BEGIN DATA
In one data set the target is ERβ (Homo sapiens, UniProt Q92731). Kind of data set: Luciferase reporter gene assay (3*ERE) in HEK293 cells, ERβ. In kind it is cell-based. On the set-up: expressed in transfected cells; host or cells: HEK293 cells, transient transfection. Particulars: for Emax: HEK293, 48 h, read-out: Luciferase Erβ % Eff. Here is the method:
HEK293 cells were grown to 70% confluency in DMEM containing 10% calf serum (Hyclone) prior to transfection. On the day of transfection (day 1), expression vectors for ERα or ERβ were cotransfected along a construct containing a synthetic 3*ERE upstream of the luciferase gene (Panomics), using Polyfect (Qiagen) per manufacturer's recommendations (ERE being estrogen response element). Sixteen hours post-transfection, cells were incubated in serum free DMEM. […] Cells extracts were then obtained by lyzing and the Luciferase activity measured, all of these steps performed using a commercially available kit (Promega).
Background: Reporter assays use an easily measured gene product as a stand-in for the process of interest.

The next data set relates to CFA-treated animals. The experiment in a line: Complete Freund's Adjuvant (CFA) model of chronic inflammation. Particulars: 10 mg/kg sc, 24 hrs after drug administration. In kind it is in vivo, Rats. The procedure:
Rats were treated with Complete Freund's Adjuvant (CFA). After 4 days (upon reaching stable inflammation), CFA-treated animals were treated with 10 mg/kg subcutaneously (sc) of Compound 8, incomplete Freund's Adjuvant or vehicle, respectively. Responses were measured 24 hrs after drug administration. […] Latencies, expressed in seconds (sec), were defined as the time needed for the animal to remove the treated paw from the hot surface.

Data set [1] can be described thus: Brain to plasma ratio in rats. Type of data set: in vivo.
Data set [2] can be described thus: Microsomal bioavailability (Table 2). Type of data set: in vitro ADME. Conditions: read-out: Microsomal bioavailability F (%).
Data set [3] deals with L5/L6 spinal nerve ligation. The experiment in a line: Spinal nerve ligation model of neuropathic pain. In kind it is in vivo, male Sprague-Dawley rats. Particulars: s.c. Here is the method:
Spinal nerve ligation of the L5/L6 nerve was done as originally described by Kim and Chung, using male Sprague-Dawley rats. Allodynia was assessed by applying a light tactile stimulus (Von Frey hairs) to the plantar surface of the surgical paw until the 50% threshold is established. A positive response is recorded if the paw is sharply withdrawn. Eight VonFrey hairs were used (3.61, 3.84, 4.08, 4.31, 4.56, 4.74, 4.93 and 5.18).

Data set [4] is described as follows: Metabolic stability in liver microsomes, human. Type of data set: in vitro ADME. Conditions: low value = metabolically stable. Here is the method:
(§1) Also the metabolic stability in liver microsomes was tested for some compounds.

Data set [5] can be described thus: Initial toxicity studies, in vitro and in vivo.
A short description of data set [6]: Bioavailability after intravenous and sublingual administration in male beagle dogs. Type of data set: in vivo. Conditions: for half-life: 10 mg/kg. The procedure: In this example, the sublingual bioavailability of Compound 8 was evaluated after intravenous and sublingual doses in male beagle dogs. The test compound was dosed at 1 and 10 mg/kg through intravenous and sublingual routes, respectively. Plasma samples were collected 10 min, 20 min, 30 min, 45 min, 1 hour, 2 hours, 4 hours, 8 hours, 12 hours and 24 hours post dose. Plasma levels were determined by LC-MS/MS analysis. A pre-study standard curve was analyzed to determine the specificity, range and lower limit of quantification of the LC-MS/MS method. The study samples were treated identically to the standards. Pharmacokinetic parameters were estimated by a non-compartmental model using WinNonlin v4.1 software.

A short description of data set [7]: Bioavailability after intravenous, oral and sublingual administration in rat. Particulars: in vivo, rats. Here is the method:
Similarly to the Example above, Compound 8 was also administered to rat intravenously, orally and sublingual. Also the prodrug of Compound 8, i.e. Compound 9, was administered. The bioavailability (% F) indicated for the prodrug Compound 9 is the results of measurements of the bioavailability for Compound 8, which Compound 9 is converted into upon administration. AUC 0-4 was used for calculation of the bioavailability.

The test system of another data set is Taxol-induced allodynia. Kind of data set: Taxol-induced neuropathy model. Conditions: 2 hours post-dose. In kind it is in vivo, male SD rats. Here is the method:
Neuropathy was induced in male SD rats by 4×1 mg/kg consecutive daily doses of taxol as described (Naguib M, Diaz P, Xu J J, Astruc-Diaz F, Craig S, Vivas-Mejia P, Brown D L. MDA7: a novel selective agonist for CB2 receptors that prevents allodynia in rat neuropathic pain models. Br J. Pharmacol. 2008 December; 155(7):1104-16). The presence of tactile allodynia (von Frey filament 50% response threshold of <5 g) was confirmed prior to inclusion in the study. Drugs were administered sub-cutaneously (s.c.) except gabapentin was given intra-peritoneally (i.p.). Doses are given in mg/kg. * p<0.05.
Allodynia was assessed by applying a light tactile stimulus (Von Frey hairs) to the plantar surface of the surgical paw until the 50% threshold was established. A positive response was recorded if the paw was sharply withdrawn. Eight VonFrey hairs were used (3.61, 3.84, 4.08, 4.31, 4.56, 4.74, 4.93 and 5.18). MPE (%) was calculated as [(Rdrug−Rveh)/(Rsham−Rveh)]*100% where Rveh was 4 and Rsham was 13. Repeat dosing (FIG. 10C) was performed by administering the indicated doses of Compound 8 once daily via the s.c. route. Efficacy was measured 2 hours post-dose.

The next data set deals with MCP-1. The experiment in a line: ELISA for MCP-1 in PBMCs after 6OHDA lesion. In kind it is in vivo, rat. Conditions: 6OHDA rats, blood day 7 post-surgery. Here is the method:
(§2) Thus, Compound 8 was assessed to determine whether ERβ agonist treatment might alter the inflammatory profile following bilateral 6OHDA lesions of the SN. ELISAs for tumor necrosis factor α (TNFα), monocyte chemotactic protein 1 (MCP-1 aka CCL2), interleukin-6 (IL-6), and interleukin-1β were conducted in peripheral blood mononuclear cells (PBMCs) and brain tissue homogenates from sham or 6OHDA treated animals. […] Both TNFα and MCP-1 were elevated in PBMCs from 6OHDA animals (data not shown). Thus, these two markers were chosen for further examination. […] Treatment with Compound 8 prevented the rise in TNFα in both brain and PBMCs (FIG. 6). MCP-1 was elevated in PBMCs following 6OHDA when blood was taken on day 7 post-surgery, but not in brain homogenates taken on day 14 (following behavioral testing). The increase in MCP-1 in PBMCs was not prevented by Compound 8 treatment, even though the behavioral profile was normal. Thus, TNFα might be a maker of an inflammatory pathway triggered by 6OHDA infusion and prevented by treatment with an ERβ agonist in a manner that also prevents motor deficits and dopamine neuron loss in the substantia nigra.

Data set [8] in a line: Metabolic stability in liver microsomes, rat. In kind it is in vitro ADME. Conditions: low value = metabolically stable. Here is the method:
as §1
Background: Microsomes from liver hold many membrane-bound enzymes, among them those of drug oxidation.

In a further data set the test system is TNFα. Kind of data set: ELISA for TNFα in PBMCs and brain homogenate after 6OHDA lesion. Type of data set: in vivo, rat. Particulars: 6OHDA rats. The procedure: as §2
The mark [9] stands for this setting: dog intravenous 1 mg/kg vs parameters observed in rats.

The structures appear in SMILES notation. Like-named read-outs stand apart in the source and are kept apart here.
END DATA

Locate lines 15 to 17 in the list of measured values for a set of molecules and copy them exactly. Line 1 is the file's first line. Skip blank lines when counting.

Similarly to the Example above, Compound 8 was also administered to rat intravenously, orally and sublingual. Also the prodrug of Compound 8, i.e. Compound 9, was administered. The bioavailability (% F) indicated for the prodrug Compound 9 is the results of measurements of the bioavailability for Compound 8, which Compound 9 is converted into upon administration. AUC 0-4 was used for calculation of the bioavailability.

The test system of another data set is Taxol-induced allodynia. Kind of data set: Taxol-induced neuropathy model. Conditions: 2 hours post-dose. In kind it is in vivo, male SD rats. Here is the method:
Neuropathy was induced in male SD rats by 4×1 mg/kg consecutive daily doses of taxol as described (Naguib M, Diaz P, Xu J J, Astruc-Diaz F, Craig S, Vivas-Mejia P, Brown D L. MDA7: a novel selective agonist for CB2 receptors that prevents allodynia in rat neuropathic pain models. Br J. Pharmacol. 2008 December; 155(7):1104-16). The presence of tactile allodynia (von Frey filament 50% response threshold of <5 g) was confirmed prior to inclusion in the study. Drugs were administered sub-cutaneously (s.c.) except gabapentin was given intra-peritoneally (i.p.). Doses are given in mg/kg. * p<0.05.